After the game’s prologue, Shepard is told that she’ll need to go on a CRAZY SUICIDE MISSION. Having just died a couple years ago, Shepard isn’t too keen on doing it again, and recognizes that a party-based RPG needs a party, so it’s off to jet around the galaxy recruiting SPACE BADASSES FOR DA CREW. Literally 90% of your playtime is going to be running around in this frame story. It’s a stunning act of hubris…and it works.
I mean, it’s not my idea of the best way to spin a tale, but there was no point in going halfsies on it as Mass Effect did. It’s a blessing in disguise; Bioware is at their worst when dealing with their MacGuffin-strewn plots, and at their best when doing world-building and character interaction. More or less ignoring the existential threat to the galaxy for the bulk of the running time enables a fleshing-out of the universe that simply didn’t exist in the first game. In Mass Effect, we saw a fancy space station and a bunch of battlezones. Mass Effect 2 takes us to the Krogran homeworld, the ME version of Nar Shaddaa, and an Asari corptocracy, alongside other exotic locations. Each of these places is more interesting than the shiny, bathroomless locales of the original.
The characters are also given more attention. The framework allows each character to have more than just a special sidequest, but a whole chapter dedicated to them; this forces the writers to step up and gives us something more than the Carth/Kaiden sensitive-hunk-blueprint. Some are better than others, but all at least meet the Bioware average and a few (Legion, Zaeed, and especially Mordin) greatly exceed it.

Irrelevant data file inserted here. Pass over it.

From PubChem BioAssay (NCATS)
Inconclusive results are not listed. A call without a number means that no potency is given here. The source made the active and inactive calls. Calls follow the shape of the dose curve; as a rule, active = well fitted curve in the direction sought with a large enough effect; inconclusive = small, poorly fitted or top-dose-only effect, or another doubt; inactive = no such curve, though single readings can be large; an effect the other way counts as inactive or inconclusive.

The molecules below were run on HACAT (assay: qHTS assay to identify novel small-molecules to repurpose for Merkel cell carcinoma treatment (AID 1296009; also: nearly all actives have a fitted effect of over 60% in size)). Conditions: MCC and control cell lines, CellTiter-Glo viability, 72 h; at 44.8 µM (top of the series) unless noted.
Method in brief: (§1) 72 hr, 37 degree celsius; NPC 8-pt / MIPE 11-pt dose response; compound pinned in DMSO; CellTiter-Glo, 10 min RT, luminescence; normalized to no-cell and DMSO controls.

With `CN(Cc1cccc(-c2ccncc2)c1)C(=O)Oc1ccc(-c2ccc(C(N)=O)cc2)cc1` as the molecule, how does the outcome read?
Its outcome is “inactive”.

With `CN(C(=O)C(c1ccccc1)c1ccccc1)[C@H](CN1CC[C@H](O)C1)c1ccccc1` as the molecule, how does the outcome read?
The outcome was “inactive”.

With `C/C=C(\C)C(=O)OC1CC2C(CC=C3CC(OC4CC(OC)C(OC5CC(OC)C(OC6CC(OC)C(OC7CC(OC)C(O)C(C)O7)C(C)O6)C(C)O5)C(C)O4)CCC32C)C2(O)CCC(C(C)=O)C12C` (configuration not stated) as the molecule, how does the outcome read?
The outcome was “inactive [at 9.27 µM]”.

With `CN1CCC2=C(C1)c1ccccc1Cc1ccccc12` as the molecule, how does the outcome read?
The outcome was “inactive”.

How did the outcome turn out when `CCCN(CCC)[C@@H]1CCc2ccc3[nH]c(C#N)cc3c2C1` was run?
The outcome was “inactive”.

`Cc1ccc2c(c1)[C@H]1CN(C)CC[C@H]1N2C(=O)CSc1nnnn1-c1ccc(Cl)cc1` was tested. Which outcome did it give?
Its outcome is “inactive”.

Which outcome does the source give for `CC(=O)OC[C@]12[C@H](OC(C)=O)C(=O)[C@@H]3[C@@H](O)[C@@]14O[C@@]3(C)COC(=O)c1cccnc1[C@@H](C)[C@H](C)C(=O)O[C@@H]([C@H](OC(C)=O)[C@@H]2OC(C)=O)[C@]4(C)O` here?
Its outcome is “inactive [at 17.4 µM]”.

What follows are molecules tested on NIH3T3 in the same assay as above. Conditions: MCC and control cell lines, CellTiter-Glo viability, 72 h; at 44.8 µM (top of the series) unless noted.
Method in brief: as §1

The downside of this approach is that the plot really does suffer, and there’s no real narrative movement; the ending of Mass Effect 2 leaves the player (and the galaxy) in exactly the same place they were at at the end of the first game.
In The Grim Darkness Of The Far Future, There Are Only Mono-Gendered Aliens
Before we get into the combat, I want to take this moment to talk about the Mass Effect series’ bizarre approach to sex. I don’t mean the laughably-bad romance scenes, I mean chromosomes here. Let me present a few facts about non-humans, as seen in the first two Mass Effect games:
*Humans and Quarians have both male and female representatives.
*All Asari are female. This is discussed extensively, is part of their alienness, okay, cool. But…
*All Batarians are male.
*All Turians are male.
*All Salarians are male.
*All Volus are male.
*We don’t really have enough information to judge the Hanar and Elcor, but if we’re going by voice actors…they’re all male.